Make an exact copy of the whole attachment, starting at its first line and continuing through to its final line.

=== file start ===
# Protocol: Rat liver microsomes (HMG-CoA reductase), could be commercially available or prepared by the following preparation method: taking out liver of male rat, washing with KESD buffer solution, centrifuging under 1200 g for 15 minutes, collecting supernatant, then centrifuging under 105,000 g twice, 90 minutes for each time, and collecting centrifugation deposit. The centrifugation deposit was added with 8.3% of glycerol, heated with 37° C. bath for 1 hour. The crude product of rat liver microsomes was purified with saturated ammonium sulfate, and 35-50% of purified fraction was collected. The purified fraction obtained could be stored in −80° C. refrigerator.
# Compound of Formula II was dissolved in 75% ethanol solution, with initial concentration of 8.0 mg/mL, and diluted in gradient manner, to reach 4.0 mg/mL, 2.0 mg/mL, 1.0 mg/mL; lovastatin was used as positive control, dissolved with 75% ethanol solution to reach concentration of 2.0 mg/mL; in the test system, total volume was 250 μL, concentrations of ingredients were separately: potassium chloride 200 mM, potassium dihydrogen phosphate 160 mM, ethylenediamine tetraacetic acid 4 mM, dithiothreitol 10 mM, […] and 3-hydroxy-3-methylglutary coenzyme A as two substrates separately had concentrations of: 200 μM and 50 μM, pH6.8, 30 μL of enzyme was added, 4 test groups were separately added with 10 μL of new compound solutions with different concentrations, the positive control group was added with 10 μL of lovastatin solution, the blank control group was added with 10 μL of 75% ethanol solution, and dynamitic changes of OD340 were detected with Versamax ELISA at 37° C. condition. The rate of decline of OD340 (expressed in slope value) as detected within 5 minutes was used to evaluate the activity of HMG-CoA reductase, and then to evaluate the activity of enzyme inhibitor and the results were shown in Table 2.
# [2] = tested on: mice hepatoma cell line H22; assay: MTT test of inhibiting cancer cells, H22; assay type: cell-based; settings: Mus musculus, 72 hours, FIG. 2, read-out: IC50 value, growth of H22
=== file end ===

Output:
# Protocol: Rat liver microsomes (HMG-CoA reductase), could be commercially available or prepared by the following preparation method: taking out liver of male rat, washing with KESD buffer solution, centrifuging under 1200 g for 15 minutes, collecting supernatant, then centrifuging under 105,000 g twice, 90 minutes for each time, and collecting centrifugation deposit. The centrifugation deposit was added with 8.3% of glycerol, heated with 37° C. bath for 1 hour. The crude product of rat liver microsomes was purified with saturated ammonium sulfate, and 35-50% of purified fraction was collected. The purified fraction obtained could be stored in −80° C. refrigerator.
# Compound of Formula II was dissolved in 75% ethanol solution, with initial concentration of 8.0 mg/mL, and diluted in gradient manner, to reach 4.0 mg/mL, 2.0 mg/mL, 1.0 mg/mL; lovastatin was used as positive control, dissolved with 75% ethanol solution to reach concentration of 2.0 mg/mL; in the test system, total volume was 250 μL, concentrations of ingredients were separately: potassium chloride 200 mM, potassium dihydrogen phosphate 160 mM, ethylenediamine tetraacetic acid 4 mM, dithiothreitol 10 mM, […] and 3-hydroxy-3-methylglutary coenzyme A as two substrates separately had concentrations of: 200 μM and 50 μM, pH6.8, 30 μL of enzyme was added, 4 test groups were separately added with 10 μL of new compound solutions with different concentrations, the positive control group was added with 10 μL of lovastatin solution, the blank control group was added with 10 μL of 75% ethanol solution, and dynamitic changes of OD340 were detected with Versamax ELISA at 37° C. condition. The rate of decline of OD340 (expressed in slope value) as detected within 5 minutes was used to evaluate the activity of HMG-CoA reductase, and then to evaluate the activity of enzyme inhibitor and the results were shown in Table 2.
# [2] = tested on: mice hepatoma cell line H22; assay: MTT test of inhibiting cancer cells, H22; assay type: cell-based; settings: Mus musculus, 72 hours, FIG. 2, read-out: IC50 value, growth of H22